B. Out of the Temple.

The Discourse concerning the Destruction of the Temple and the End of the World. Matthew 23:24-25.

VI. The Passion and Resurrection.

A. The Passion, Death, and Burial.

a. Wednesday.

A. Our Lord’s Prediction, Matthew 26:1-2

B. The Deliberation of the Chief Priests, Matthew 26:3-5

C. The agreement of Judas, offended at the anointing of our Lord, to betray Him. Matthew 26:6-16

b. Thursday.

A. By Day;

The Passover prepared. Matthew 26:17-19

B. At Evening.

1. The Betrayal indicated, Matthew 26:20-25

2. The Lord’s Supper. Matthew 26:26-29

C. By Night.

1. The offence of Peter and the Disciples foretold; Matthew 26:30-35

2. The Agony in Gethsemane; Matthew 26:36-46

3. Jesus is taken, forbids the employment of the sword, rebukes the crowd, is deserted by His disciples: Matthew 24:47-51

4. Is led to Caiaphas: false witnesses are unsuccessful: confesses Himself to be the Son of God: is condemned to die: is mocked. Matthew 26:57-68

5. Peter denies; and weeps. Matthew 26:69-75

c. Friday.

A. The Passion consummated.

i. In the Morning.

1. Jesus is delivered to Pilate. Matthew 27:1-2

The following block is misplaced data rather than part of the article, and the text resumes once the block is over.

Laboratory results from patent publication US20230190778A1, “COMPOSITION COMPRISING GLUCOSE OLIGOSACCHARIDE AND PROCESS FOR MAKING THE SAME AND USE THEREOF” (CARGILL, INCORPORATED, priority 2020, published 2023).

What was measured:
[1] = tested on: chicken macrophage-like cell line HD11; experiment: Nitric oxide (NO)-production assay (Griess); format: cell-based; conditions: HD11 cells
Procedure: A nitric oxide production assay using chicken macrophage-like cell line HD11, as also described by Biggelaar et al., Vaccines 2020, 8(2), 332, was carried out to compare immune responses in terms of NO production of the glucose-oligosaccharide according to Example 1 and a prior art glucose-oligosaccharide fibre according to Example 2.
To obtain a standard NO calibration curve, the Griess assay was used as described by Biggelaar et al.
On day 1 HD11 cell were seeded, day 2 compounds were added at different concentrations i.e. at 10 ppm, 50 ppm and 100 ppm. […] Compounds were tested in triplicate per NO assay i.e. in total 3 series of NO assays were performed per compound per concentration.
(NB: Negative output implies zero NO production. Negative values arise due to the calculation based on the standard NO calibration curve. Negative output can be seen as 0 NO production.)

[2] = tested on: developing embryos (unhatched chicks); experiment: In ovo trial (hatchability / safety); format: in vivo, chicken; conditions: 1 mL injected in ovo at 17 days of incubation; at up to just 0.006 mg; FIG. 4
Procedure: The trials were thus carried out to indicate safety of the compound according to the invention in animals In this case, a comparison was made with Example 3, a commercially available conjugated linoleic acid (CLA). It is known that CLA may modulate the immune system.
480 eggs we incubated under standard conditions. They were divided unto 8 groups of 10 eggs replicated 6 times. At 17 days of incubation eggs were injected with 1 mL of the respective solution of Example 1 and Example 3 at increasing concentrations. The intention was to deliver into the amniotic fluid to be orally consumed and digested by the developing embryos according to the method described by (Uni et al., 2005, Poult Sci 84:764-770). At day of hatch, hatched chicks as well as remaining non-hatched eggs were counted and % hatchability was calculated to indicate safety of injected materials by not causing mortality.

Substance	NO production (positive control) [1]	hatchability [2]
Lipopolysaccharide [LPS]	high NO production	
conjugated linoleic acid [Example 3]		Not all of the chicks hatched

2. The death of Judas. Matthew 27:3-10

3. The kingdom of Jesus: His silence. Matthew 27:11-14

4 Pilate; warned in vain by his wife releases Barabbas, and delivers Jesus to be crucified. Matthew 27:15-26

5. Jesus is mocked and led forth. Matthew 27:27-32

ii. The Third Hour.

The Vinegar and Gall: the Cross: the Garments divided: the Inscription on the Cross: the two Thieves: the Blasphemies. Matthew 27:33-44

iii. From the Sixth to the Ninth hour: the Darkness: the Desertion. Matthew 27:45-49

B. The Death.

The Vail Rent, and the great. Earthquake. Matthew 27:50-53

The Centurion wonders: the Women behold. Matthew 27:54-56

C. The Burial. Matthew 27:57-61

d. Saturday.

The Sepulchre guarded, Matthew 27:62-66

B. The Resurrection:

A. Announced to the Women.

1. By the Angel, Matthew 28:1-8

2. By the Lord Himself, Matthew 28:9-10

B. Denied by His Enemies, Matthew 28:11-15

C. Shown to His Disciples. Matthew 28:16-20

Lectionary Calendar
Wednesday, October 21st, 2020
the Week of Proper 24 / Ordinary 29